To puree the orange, cut it in quarters, with the peel still on, and put the whole thing in the blender or food processor. Blend until smooth, with no large pieces of peel. Last year I used a whole lemon instead of a whole orange, but I didn’t happen to have lemons on hand this year.

Healthiness Rating: Kinda Healthy

I rate this as kinda healthy, because you can really make it as healthy as you want to depending the ingredients you choose (there’s very little innately unhealthy about the ingredients: dried fruit, spices, breadcrumbs that can be whole wheat, etc). But then, this is a Christmas pudding recipe. Healthy isn’t really the point.

Yumminess rating: Yummy

The brandy sauce tastes especially amazing, but the pudding is very good too. Let me put it this way: How good do you think it would have to be for me to decide it’s worth it to go through the bother of making and steaming a Christmas pudding every year?

Yep, it’s pretty good.

Christmas Pudding

1 1/2 cups flour

3/4 tsp sea salt

2 1/4 tsp baking powder

2 cups bread crumbs

6 oz suet or 1 1/2 sticks frozen butter, grated

3/4 cup turbinado sugar

1 cup raisins

1 cup craisins

½ tbsp molasses

½ apple, peeled and grated

½ carrot, finely grated

1 orange, pureed

2 tsp cinnamon

1 tsp nutmeg

1/2 tsp of ginger

1 egg

Method

Mix all ingredients together.

Run hot water over a thin cotton dish towel (not terry cloth!). Wring out as much as possible. Sprinkle flour on cloth.

Dump mixture on to the flour in the middle of the cloth. Smooth mixture into as tight a ball as possible, then tie opposing corners of the cloth over the christmas pudding ball. Make it as snug as you can (you’ll probably have small divot in the bottom of your Christmas pudding from the knot), then tie the two remaining corners snugly.

The next step is to steam the pudding. I don’t have any fancy steaming equipment, so I’ve used a few different strategies over the years.

I’ve tied the longer ‘tails’ of the corners of the towel to my stockpot handles, suspending the pudding in the middle of the pot above the boiling water.

I’ve skipped the dishcloth altogether, packed the pudding mixture in the bottom of a 2 qt stainless steel bowl and boiled the whole thing, keeping the water level low enough that the water never got in the bowl. (This option  is nice for aging and reheating as it can just stay in the same bowl for that entire process.)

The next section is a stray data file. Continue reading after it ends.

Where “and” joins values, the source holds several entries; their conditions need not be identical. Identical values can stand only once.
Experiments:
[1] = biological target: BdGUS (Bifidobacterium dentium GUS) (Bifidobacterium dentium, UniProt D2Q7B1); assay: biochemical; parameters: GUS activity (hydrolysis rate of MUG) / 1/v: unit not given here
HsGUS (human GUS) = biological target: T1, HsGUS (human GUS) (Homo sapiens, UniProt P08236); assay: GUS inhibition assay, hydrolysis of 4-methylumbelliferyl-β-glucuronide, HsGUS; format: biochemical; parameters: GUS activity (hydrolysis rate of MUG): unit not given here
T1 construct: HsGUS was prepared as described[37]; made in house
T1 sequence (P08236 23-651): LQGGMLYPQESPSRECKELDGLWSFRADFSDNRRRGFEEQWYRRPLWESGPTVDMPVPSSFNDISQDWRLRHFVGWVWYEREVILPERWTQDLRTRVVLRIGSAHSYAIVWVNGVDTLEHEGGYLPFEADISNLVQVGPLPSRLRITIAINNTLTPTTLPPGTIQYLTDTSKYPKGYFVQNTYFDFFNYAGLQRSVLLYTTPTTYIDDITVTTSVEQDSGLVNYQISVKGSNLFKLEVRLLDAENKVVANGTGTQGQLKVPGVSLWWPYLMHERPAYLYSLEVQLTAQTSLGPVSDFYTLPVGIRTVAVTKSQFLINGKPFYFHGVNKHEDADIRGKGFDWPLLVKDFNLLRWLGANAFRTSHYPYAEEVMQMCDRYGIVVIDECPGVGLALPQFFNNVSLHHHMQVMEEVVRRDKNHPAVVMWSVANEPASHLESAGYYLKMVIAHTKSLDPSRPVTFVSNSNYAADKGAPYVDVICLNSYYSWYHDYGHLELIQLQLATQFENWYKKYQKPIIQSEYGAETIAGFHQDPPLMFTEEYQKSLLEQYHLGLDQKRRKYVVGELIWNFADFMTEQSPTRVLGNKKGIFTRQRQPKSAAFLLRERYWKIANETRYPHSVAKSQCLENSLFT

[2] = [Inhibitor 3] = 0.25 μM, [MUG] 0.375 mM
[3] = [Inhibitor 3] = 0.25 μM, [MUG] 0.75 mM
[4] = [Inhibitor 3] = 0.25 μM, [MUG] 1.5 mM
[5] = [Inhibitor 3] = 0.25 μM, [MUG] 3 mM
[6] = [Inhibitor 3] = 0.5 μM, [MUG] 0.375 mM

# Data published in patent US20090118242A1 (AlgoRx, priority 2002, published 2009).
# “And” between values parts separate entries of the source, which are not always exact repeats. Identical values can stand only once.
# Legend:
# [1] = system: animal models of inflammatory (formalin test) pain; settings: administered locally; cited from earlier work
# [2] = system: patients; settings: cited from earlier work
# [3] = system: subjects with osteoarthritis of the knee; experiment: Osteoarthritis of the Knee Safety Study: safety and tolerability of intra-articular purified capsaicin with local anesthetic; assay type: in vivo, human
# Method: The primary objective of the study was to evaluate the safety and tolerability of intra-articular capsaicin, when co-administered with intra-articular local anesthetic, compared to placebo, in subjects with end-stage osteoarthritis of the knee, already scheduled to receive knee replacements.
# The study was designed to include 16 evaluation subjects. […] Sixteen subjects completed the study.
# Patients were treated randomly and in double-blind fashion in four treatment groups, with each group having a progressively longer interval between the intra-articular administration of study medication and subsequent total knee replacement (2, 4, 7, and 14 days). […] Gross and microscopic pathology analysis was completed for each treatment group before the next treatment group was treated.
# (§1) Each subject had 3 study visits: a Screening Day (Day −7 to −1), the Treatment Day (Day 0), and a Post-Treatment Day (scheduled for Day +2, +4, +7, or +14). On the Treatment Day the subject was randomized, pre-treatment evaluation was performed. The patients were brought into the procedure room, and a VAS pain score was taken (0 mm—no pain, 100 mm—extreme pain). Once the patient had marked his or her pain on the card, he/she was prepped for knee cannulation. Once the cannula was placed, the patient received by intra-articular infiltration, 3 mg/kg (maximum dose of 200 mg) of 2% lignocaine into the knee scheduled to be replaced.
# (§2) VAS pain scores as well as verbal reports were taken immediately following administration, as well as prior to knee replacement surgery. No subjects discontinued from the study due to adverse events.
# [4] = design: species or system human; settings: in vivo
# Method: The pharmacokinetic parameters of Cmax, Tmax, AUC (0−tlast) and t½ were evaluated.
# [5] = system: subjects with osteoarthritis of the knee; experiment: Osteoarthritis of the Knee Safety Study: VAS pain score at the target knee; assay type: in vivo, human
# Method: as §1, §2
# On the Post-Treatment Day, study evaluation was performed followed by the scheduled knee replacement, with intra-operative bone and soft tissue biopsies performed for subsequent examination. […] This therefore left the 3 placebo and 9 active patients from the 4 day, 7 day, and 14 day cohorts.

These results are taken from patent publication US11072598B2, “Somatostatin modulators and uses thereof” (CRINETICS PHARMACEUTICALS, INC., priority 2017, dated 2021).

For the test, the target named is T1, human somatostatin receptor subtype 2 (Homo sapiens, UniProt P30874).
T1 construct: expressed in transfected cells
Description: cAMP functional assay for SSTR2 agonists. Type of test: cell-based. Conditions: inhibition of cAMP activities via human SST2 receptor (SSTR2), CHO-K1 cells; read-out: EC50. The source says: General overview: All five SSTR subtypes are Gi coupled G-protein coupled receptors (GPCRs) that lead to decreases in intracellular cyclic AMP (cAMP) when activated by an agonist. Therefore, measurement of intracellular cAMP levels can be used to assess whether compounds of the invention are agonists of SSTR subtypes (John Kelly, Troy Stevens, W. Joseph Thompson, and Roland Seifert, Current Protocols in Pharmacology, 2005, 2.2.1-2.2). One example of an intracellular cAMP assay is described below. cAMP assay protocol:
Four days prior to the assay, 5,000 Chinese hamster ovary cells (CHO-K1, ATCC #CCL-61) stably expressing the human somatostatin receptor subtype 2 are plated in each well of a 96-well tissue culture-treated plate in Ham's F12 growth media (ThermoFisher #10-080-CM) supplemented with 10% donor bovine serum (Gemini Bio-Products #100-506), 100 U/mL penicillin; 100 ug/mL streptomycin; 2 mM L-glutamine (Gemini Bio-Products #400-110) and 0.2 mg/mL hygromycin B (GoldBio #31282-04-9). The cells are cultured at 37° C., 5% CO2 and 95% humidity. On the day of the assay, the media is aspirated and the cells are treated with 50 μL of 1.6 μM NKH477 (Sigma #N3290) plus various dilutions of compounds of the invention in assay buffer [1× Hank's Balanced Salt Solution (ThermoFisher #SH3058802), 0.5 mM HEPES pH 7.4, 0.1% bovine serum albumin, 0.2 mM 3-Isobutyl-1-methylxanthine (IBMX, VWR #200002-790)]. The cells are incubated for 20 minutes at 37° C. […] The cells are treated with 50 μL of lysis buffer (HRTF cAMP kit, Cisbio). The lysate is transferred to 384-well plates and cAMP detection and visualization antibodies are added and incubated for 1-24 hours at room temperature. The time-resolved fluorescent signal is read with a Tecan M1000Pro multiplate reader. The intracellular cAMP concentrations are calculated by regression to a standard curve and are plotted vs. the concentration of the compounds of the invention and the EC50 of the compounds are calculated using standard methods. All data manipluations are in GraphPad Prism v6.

This year I set my mesh strainer in the top of my stock pot and put the pudding-tied-inside-a-towel  inside the mesh strainer, keeping the pudding out of the boiling water but still in the steam.

Whatever method you use, the pudding with need to cook for about 2 1/2 hours. When it’s done it should be one cohesive pudding and no longer crumbly.

When it’s cooled enough to handle, remove the pudding from the towel, poke a few holes in it with a skewer, and pour over it 2 TBSP of rum, slowly to give it time to soak in.

Put the pudding somewhere cool and dry to age for a week or two (or four if you’re a traditionalist).

To reheat the pudding, use any of the methods listed above for steaming the pudding, but only steam it for about an hour.

Pour brandy over the pudding and light it just before serving. Serve with brandy sauce.

If you want to serve it for Christmas breakfast (which is not as scandalous as it sounds, because the alcohol is cooked off the pudding, even if you serve it flaming, and you can easily cook the alcohol off the brandy sauce as well, if desired) you may want to put it in a small bowl inside your slow cooker, put a couple inches of water in the bottom of the slow cooker crock, and steam it overnight so it’s ready in the morning with no fuss.

Brandy Sauce

3 TBSP butter

3 TBSP flour

1 1/2 – 2 cups milk

3 TPSP sugar

1/4 cup brandy

(All these measurements are approximate, as I really just eyeballed measurements for a white sauce, then added sugar and brandy to taste)

Melt butter in a medium saucepan. Whisk in flour. Slowly whisk in milk. Add sugar and wait for it to thicken. Remove from heat and add brandy. (If you prefer, add the brandy and cook for another minute or two to cook off the alcohol.)